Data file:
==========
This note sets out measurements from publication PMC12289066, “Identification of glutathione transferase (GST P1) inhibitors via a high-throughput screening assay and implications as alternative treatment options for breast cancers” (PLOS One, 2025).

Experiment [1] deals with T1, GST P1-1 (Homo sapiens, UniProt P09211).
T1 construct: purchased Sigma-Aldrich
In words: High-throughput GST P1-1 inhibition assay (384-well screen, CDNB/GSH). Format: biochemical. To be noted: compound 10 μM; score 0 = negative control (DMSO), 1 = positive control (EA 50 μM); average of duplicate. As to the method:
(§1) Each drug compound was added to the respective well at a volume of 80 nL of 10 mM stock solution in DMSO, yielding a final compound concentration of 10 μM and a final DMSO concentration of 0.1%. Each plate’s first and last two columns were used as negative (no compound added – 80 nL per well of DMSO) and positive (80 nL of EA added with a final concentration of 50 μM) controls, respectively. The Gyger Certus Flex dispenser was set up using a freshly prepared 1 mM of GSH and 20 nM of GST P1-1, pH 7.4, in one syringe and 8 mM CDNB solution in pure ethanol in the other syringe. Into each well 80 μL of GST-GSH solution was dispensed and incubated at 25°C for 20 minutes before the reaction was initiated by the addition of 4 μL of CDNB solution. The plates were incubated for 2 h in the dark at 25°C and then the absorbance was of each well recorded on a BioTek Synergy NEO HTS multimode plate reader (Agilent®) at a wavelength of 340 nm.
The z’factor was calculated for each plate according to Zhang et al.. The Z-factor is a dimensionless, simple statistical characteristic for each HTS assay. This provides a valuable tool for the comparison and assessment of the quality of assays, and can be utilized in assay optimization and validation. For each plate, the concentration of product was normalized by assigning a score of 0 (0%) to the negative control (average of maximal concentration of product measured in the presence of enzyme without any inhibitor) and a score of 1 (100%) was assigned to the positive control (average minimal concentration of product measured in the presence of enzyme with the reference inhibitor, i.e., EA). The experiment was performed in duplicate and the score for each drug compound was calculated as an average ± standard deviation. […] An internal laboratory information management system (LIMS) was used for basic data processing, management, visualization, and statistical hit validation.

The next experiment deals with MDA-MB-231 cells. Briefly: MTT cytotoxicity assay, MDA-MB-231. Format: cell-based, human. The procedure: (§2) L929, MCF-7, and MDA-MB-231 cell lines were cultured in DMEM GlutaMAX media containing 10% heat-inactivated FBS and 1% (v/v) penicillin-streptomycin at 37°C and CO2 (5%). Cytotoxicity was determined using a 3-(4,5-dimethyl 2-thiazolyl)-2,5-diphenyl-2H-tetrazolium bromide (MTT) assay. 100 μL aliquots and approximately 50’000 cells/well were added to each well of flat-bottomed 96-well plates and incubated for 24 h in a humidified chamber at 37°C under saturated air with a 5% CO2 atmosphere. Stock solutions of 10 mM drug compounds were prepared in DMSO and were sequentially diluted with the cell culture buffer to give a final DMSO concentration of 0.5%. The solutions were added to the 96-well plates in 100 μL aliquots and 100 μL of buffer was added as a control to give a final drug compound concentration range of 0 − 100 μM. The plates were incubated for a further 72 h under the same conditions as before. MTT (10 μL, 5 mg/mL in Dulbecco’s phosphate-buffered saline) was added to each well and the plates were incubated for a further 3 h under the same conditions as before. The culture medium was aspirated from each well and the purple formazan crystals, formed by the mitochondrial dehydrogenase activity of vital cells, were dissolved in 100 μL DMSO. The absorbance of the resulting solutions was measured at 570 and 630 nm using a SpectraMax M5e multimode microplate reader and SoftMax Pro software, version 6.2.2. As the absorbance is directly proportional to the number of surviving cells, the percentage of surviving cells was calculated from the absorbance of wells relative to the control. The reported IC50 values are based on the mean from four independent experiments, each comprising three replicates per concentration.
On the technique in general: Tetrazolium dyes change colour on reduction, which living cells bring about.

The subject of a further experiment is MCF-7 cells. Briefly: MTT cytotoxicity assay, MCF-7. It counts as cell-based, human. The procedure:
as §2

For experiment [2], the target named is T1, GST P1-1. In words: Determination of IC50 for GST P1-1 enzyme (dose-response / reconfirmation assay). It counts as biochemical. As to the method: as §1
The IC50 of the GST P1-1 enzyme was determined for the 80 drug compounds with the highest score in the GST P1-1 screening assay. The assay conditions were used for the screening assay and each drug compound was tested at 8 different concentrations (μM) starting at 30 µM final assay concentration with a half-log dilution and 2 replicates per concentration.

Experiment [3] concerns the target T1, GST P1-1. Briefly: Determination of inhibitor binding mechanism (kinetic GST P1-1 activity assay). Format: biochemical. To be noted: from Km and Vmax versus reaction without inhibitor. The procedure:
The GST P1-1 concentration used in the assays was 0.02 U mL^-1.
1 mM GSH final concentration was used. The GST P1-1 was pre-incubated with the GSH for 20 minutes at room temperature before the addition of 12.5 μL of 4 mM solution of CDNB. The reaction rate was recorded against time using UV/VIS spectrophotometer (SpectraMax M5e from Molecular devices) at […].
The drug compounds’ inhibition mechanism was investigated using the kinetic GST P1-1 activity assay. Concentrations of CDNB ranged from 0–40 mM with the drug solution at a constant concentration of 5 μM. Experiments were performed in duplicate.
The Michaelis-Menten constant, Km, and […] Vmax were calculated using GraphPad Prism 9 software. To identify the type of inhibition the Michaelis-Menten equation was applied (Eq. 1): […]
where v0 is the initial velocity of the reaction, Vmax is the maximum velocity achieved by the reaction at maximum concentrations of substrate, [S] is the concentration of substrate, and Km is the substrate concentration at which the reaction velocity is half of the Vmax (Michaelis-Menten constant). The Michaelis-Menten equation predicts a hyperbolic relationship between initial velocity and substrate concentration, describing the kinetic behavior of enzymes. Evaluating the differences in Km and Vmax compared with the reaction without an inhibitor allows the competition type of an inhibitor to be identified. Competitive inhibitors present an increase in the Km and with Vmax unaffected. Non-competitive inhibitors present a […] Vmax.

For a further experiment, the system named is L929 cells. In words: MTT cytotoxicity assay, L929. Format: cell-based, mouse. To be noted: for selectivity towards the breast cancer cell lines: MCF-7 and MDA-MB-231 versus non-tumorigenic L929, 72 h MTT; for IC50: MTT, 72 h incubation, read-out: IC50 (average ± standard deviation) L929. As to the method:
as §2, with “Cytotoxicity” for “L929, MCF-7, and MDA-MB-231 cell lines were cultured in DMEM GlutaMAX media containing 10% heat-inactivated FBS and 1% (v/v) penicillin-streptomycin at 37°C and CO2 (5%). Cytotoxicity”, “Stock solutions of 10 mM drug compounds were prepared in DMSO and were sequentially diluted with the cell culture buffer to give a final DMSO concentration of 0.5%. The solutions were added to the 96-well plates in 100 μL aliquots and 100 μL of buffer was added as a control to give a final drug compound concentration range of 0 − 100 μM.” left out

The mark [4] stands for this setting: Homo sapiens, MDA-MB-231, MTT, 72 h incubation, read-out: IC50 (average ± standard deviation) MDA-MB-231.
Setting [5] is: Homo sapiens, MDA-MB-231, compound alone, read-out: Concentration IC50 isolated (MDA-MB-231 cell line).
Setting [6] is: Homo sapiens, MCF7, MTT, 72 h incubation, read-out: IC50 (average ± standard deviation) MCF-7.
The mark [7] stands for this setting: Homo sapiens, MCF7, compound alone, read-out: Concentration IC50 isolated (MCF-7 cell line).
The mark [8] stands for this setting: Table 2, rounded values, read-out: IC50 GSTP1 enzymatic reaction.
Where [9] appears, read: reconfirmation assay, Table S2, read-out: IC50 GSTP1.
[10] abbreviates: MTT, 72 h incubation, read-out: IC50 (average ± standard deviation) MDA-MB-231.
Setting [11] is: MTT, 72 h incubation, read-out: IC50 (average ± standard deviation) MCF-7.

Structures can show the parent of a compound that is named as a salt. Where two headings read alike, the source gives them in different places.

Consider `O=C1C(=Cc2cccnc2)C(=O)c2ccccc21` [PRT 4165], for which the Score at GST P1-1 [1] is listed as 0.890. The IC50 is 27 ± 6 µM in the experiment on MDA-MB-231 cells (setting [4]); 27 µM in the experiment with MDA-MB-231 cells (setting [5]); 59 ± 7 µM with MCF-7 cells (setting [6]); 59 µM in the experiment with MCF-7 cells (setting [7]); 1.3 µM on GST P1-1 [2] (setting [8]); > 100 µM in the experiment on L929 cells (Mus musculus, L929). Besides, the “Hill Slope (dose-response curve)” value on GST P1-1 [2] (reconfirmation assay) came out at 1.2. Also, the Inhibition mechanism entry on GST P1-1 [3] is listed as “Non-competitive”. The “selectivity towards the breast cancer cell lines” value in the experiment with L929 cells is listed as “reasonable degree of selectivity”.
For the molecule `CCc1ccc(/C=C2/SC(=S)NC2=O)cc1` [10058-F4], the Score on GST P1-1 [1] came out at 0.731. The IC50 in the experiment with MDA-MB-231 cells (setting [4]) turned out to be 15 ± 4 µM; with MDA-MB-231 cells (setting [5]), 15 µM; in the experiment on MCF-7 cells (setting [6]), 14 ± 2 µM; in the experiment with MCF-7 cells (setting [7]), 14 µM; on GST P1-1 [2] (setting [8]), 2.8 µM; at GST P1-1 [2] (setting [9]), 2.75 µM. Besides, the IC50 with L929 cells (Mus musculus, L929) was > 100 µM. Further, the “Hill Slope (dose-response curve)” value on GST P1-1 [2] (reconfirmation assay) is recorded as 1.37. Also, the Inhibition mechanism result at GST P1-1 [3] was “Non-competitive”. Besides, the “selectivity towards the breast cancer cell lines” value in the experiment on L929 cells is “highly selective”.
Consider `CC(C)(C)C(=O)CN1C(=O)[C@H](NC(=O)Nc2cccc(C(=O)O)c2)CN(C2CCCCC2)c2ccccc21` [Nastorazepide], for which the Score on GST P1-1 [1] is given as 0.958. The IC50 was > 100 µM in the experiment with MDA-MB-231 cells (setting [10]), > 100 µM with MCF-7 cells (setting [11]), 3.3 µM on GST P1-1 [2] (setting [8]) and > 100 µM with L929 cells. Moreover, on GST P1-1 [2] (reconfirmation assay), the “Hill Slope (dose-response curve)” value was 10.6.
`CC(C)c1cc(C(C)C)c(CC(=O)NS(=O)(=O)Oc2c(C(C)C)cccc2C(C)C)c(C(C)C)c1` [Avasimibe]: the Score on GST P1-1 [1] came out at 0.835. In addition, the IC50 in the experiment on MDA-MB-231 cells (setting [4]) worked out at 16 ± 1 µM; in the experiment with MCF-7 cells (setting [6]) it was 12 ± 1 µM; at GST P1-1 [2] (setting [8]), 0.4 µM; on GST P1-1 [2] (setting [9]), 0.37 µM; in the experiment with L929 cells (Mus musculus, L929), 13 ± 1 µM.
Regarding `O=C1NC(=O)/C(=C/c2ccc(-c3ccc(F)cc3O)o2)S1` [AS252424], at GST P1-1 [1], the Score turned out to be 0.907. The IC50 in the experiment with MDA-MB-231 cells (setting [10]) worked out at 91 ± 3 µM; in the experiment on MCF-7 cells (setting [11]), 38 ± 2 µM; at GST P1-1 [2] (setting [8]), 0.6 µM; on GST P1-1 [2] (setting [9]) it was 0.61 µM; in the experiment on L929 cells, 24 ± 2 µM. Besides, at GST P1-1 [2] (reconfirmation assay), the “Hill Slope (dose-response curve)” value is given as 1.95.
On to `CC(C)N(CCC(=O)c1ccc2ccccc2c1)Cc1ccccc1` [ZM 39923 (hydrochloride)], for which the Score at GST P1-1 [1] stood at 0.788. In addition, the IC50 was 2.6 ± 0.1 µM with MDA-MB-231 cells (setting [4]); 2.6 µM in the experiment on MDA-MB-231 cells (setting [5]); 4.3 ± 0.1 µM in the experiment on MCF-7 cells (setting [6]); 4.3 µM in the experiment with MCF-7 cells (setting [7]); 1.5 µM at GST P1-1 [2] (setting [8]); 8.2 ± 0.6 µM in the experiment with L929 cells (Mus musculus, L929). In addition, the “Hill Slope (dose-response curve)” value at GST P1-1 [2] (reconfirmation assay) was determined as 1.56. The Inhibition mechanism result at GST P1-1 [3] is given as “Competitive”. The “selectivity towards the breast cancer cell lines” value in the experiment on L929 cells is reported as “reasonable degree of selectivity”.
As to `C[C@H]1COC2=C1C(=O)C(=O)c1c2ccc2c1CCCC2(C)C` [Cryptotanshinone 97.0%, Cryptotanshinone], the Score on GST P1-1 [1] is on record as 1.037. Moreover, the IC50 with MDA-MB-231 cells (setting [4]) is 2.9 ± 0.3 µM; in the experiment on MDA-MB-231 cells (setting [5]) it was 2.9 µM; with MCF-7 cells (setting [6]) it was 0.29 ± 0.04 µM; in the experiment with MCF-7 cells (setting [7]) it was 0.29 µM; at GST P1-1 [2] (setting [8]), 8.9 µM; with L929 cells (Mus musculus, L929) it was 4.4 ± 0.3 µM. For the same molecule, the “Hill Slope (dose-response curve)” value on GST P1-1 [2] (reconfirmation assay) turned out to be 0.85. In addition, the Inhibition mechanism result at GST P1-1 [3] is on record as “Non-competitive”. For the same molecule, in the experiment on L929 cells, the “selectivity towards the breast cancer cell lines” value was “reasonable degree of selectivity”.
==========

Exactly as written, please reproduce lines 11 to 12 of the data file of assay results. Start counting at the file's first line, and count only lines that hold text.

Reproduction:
For experiment [2], the target named is T1, GST P1-1. In words: Determination of IC50 for GST P1-1 enzyme (dose-response / reconfirmation assay). It counts as biochemical. As to the method: as §1
The IC50 of the GST P1-1 enzyme was determined for the 80 drug compounds with the highest score in the GST P1-1 screening assay. The assay conditions were used for the screening assay and each drug compound was tested at 8 different concentrations (μM) starting at 30 µM final assay concentration with a half-log dilution and 2 replicates per concentration.